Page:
How to make a copper and wood wall art piece for your home.
What do you do when you're asked if you want to participate with a group of wildly talented DIY bloggers for a wood wall art challenge?
Well, if you're me you panic.
I mean, I've never made wood wall art before and the bloggers participating are serious about building. Their beautiful projects speak for themselves.
To say I was intimidated is an understatement but I gathered my courage and accepted the challenge.
The only rules we were given for this challenge was that our wood wall art had to be square and made mostly of wood.
With the rules in mind, I searched the internet for inspiration so I could come up with a plan.
I didn't know exactly what I would end up with but I did know that I wanted to use copper in it somewhere and I wanted to keep it as simple as possible. I finally settled on triangles.
They seemed like an easy shape to work with so that's where I started.
The idea was to make my wood wall art out of small triangles with a simple wood frame to finish it up.
A little copper, some paint and stain, and we had the makings for a simple but custom wood wall art piece.
Make sure you also check out my video at the end of the post.
Tools I used to make copper and wood wall art:
- chop saw
- pneumatic staple gun
- table saw
- 1 piece of 1x2 pine, 8 ft.
- 3 pieces of 1x3 pine, 6 ft.
- 1 piece underlayment for back of art
- wood stain
- wood glue
- foam brush
- paint brush
- sand paper
- copper sheet
Step 1: Cutting the wood
The first step was to calculate the size of my art piece so I could figure out the size of my triangles.
Next, I made a jig out of two pieces of scrap wood. This was a lifesaver and helped me keep all of the wood triangles nice and straight, and the same size.
Then I went to town and cut up the 1x3 pine into 66 perfect triangles. I went a little crazy with the chop saw and ended up cutting 20 extra pieces.
It was all good though because it gave me a few extra to test finishes.
Step 2: Cutting the underlayment
After all of my wood triangles were done I cut a piece of underlayment to use as the base of my art.
The plan was to glue the triangles to the underlayment and then frame it.
Step 3: Laying it out
With all of the wood cut, it was time to lay out the triangles. Remember, our artwork has to be square so I fit the triangles next to each other in 6 rows of 11.
Check out the wood grain in this simple design.
Step 4: Paint and stain
Now that the base was laid out, it was time to have fun with paint and stain.
I knew I wanted a hint of blue, as well as a touch of copper, so I started experimenting with blue paint first. I tried aqua and a darker blue, with white paint as a base.
After the paint dried I used the sandpaper to give it a distressed look.
Next, I experimented with a light and dark stain. The dark stain won out but I kept a few of the light stained triangles to break up the dark.
Step 4: Wrapping it in copper
This project was all about wood and a little bit of copper, so my next step to wrap a couple of triangles with the copper sheeting. I just cut a piece of copper out that was a little bit bigger than the wood triangle, so I could wrap it around the sides.
There was no measuring involved, I just eyeballed it. Once it was cut it out, I wrapped it around the sides of the triangle, pressed all my corners down tight and snipped off the ends.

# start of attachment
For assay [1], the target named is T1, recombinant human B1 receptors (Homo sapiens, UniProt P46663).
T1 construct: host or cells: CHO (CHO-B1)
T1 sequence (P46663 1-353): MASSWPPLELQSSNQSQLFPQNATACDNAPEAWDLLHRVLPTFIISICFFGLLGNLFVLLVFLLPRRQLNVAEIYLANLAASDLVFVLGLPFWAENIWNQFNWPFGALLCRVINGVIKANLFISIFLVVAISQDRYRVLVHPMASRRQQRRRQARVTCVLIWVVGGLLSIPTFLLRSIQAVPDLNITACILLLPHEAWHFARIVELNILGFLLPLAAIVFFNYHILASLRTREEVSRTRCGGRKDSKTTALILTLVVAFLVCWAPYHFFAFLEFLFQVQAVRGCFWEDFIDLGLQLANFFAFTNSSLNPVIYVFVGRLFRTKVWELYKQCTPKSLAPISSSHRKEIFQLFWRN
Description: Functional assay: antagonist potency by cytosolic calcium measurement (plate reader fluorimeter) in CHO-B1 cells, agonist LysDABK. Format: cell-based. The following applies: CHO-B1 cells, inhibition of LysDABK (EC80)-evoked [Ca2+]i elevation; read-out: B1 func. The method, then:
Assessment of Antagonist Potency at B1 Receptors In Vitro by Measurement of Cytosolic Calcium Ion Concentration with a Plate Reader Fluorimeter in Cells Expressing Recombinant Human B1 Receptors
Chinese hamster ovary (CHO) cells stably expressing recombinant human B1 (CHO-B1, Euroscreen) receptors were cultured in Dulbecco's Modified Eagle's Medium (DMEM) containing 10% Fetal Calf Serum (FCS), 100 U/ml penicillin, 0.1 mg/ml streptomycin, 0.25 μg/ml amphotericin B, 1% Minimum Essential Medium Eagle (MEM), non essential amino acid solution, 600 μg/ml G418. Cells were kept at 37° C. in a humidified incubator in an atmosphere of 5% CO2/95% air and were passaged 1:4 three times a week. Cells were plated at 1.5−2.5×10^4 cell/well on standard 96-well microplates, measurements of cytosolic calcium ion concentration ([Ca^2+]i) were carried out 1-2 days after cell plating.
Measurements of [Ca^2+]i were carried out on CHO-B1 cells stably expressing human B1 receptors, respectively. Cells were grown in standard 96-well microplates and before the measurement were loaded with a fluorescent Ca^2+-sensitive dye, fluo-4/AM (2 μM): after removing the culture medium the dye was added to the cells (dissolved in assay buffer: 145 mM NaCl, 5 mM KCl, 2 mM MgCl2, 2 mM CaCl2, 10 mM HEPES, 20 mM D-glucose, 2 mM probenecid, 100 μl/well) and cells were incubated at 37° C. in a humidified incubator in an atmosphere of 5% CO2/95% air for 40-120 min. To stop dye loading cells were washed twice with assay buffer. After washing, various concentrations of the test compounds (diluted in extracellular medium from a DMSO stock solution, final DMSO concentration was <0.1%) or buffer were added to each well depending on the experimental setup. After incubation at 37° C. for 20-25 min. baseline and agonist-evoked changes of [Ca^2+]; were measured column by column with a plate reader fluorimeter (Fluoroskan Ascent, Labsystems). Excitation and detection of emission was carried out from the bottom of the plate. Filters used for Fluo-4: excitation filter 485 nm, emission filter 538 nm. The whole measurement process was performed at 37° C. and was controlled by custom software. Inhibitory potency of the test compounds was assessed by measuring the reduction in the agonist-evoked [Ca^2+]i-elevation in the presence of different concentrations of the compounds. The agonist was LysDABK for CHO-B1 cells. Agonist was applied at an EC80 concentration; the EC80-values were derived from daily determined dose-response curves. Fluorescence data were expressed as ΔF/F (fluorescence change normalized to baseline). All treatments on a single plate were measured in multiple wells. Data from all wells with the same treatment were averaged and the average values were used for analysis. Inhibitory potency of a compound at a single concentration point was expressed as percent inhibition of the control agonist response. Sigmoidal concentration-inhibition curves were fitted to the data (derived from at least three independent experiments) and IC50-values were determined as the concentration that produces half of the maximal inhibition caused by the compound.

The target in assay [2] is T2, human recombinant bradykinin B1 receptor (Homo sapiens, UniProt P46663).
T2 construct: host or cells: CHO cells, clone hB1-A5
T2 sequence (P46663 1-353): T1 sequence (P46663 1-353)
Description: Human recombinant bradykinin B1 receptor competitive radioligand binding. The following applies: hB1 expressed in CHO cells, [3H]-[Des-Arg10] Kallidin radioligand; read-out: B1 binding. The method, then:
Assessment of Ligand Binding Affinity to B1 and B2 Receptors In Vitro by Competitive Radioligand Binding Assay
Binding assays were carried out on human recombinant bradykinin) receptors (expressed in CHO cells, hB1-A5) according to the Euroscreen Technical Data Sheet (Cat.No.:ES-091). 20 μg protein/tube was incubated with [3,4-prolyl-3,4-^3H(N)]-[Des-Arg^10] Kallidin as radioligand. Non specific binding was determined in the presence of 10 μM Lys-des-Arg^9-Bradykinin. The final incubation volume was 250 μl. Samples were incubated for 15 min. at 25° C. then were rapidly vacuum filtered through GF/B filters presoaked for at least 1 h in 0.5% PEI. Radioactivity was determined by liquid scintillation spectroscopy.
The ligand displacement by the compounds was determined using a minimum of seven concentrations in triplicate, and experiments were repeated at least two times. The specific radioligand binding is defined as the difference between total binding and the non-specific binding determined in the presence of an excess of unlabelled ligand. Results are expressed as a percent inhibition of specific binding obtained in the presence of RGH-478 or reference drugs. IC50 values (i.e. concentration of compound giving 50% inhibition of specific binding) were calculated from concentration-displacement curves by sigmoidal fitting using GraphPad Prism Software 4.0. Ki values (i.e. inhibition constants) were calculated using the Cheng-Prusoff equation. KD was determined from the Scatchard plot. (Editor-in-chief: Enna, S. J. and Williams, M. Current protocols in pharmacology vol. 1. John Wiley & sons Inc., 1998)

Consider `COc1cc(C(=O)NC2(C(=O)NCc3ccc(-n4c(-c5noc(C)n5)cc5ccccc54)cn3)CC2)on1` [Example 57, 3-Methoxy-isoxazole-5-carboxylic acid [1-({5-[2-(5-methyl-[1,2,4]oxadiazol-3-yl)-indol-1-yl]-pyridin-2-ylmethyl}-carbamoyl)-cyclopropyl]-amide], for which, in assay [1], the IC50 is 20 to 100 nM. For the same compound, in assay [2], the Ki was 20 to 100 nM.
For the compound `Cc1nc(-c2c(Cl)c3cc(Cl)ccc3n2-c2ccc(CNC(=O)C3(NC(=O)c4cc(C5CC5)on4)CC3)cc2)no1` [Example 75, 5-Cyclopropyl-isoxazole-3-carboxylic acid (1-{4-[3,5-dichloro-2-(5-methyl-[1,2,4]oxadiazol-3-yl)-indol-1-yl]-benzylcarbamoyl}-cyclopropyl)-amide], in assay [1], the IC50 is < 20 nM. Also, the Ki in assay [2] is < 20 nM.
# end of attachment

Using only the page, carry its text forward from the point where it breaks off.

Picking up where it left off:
A little wood glue to keep the copper in place, and we were ready to put the puzzle together.
Step 5: Putting it all together
It really was like a puzzle. I moved the colors around, adding some and subtracting others, until I found a look that I liked. In the end, I kept it simple and went totally random with my design.
I used a few dark blue, a few of the light stained and a few copper, along with the dark stained triangles. Two ends will need to be trimmed to keep my artwork square so I was careful to not put the copper pieces in the cut zone.
Step 6: Glue it all down
Once I was happy with my color placement, I started the process of glueing the wood triangles down to the underlayment.
Because I needed a straight light to keep my square straight, I used a square.
Step 7: Cutting the edge
After the glue was dry, it was time to trim the underlayment and the edges of my artwork.
The goal was to get it square so the triangles on 2 of the sides needed to be cut in half. This was a job for the table saw.
Step 8: Cutting and staining the wood for the frame
With the artwork complete, it's time to frame it. I measured my completed piece and marked a 1x2 piece of pine to cut for the frame. I used the chop saw again and cut each end at a 45° angle.
A little ebony wood stain and the frame was ready to be attached.
Step 9: Framing it
Once the stain was dry, it was time to finish up this project. I used wood glue on each piece of the frame and then stapled it on using the staple gun.
I wasn't so sure about this project in the beginning but I'm really loving the way it turned out. The wood grain, the pop of color, the shine of the copper...I love it all.
Plus, it was so much fun to build. It will be the perfect touch in my new studio space. If I ever finish it.
Check out more fun wood projects
Remember that I said this was a challenge with a group of talented DIY bloggers? Now's your chance to check out their creative wood wall art projects. Prepare to be amazed.
1) Reality Daydream / 2) 100 Things 2 Do / 3) House Becoming Home / 4) Anika's DIY Life / 5) My Repurposed Life / 6) 3x3 Custom / 7) One Project Closer / 8) Merrypad / 9) Chatfield Court / 10) Create & Babble / 11) Hazel & Gold / 12) Jen Woodhouse / 13) Sawdust 2 Stitches / 14) Wood Work Life / 15) Remodelaholic / 16) Evan & Katelyn / 17) Jaime Costigio / 18) Pneumatic Addict / 19) Bower Power / 20) Lazy Guy DIY / 21) My Love 2 Create / 22) Addicted 2 DIY / 23) Her ToolBelt / 24) Shades of Blue / 25) Ugly Duckling House / 27) DIY Huntress / 28) Mr Fix It DIY
Don't forget to check out my video!